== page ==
A $25K Jeep EV Sounds Like a Pipe Dream, But Stellantis Says It's Happening

A $25K Jeep EV Sounds Like a Pipe Dream, But Stellantis Says It's Happening photo
A $25K Jeep EV Sounds Like a Pipe Dream, But Stellantis Says It's Happening photo

Stellantis on the whole isn’t exactly on the forefront of electric vehicles, having many in the works but, so far, only getting the subcompact Fiat 500e out the door here in the U.S. Nevertheless, CEO Carlos Tavares told the public this week that a $25,000 all-electric Jeep is on a journey to the States, and it’ll be easy for the company to pull off, because it’ll use the same technology as its cheap European EVs.

“The same way we brought the €20,000 Citroën e-C3, you will have a $25,000 Jeep very soon, because we are using the same expertise,” Tavares said at a Bernstein Conference in New York, according to the Wall Street Journal.

While that might make sense at face value, of course Stellantis already sells a small European EV here, and it costs $34,095. While Tavares wasn’t specific about the sort of vehicle Jeep might sell at a $25,000 price tag, it’s difficult to envision how it’ll be able to manufacture a larger vehicle that’s perhaps nominally capable off-road—at least, more so than a 500e—while coming in at $10,000 less, at the effective basement of modern EV pricing. Even if this mythical bargain EV is built in the U.S. and therefore qualifies for a tax credit, Stellantis is still going to have to do a lot of cost trimming.


However it gets there, Jeep needs to start selling some less expensive cars, electric or otherwise. The brand’s newer cars are more luxurious, high-margin products targeting wealthier buyers, whereas its entry-level offerings are incredibly dated and yet, still, somehow far too expensive for how uncompetitive they are.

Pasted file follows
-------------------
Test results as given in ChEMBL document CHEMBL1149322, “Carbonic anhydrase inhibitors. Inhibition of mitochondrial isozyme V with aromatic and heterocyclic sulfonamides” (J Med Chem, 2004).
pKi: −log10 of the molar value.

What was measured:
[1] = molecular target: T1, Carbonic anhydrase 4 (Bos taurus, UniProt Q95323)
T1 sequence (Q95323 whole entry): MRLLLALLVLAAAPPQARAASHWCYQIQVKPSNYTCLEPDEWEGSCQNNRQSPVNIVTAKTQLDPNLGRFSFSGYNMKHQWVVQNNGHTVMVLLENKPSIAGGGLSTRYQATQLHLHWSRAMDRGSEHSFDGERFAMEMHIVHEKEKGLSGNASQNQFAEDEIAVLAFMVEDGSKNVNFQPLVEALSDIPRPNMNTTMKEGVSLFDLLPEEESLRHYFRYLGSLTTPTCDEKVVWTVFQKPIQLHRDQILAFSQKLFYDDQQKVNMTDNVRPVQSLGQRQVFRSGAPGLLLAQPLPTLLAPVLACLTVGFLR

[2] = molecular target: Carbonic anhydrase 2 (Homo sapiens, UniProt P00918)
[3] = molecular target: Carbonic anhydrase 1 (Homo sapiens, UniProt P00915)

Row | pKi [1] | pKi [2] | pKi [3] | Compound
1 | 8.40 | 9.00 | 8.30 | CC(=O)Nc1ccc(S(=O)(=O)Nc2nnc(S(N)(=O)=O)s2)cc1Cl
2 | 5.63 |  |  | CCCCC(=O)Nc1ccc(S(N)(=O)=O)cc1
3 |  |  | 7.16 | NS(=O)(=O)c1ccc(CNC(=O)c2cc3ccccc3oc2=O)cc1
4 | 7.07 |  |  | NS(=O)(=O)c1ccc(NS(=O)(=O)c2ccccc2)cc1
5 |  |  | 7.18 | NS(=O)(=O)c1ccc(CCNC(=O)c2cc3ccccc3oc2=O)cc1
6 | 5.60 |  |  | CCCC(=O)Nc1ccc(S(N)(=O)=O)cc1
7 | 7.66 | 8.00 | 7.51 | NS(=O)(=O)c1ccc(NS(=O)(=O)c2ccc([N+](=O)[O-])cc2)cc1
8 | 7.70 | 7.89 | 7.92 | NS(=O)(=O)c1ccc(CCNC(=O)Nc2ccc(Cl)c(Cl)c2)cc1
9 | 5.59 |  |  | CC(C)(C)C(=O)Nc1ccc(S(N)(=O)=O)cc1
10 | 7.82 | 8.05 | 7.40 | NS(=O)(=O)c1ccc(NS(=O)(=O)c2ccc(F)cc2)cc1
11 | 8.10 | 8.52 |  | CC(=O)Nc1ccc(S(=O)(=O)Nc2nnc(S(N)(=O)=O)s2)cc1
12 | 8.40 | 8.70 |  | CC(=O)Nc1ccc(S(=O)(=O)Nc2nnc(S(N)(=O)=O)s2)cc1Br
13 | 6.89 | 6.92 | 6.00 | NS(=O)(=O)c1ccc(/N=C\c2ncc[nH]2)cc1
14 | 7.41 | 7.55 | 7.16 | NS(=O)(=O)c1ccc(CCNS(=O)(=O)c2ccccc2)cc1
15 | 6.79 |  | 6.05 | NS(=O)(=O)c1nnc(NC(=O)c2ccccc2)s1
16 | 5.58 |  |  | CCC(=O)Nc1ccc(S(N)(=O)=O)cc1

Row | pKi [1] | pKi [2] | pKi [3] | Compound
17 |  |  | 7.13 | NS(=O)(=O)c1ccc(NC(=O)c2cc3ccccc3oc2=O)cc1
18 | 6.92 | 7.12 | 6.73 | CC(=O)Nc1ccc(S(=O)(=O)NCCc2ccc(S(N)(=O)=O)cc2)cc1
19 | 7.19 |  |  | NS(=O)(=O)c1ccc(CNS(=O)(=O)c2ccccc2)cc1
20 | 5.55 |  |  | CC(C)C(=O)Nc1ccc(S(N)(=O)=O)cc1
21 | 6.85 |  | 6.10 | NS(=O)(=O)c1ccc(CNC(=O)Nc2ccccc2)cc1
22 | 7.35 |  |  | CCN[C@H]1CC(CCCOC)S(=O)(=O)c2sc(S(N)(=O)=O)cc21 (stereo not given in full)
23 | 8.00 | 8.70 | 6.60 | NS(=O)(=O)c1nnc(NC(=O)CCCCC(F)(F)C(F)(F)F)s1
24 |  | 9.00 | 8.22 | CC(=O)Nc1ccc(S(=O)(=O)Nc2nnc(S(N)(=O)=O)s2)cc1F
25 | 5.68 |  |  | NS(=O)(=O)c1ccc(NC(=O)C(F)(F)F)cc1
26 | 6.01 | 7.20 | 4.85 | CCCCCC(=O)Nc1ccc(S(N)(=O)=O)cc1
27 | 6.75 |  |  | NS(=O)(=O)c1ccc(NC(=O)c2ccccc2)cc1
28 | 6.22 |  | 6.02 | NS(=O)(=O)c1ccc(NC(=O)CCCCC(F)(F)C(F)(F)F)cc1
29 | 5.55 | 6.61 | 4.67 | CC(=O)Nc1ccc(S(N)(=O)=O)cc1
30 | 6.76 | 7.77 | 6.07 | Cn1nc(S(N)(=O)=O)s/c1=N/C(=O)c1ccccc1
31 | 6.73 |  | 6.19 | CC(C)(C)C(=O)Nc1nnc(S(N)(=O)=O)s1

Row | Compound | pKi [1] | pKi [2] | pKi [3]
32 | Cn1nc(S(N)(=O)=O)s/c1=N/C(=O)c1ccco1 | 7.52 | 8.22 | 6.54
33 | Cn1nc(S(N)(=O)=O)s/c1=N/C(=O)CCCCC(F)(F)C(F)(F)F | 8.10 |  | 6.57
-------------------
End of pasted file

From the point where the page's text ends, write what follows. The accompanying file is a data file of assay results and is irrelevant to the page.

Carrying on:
Jeep dealers have complained that the brand’s just too pricey these days for most people and, when you consider that a base-model Cherokee starts at $39,290 once you factor in shipping, it’s hard to disagree. Even the Jeep Renegade—a front-wheel-drive compact crossover built in Europe, on one of Stellantis’ cheap (and old) econobox platforms—costs $30,040. The Jeep Compass gets close to Tavares’ target price point, at $27,495, but for that price there are still loads better alternatives out there.

So how does Stellantis expect us to believe that it can build and sell an all-electric Jeep for $25,000? Supposing it can deliver on that promise, will Jeep customers even want it? Jeep is a brand famous for rugged dependability and off-road capability. Does it seem like a proper home for what sounds like a rebadged Citroen e-C3?

That could be where the EV market is headed, though. The Chevrolet Bolt will eventually make a comeback, since GM realized far too late that it was a mistake to kill it, while Ford has thrown the idea around of a low-priced EV. Both of those brands have electric car expertise, though. With established EV makers moving toward lower price points, Stellantis might have no choice but to at least try to do the same. But its current U.S. lineup doesn’t inspire much confidence.

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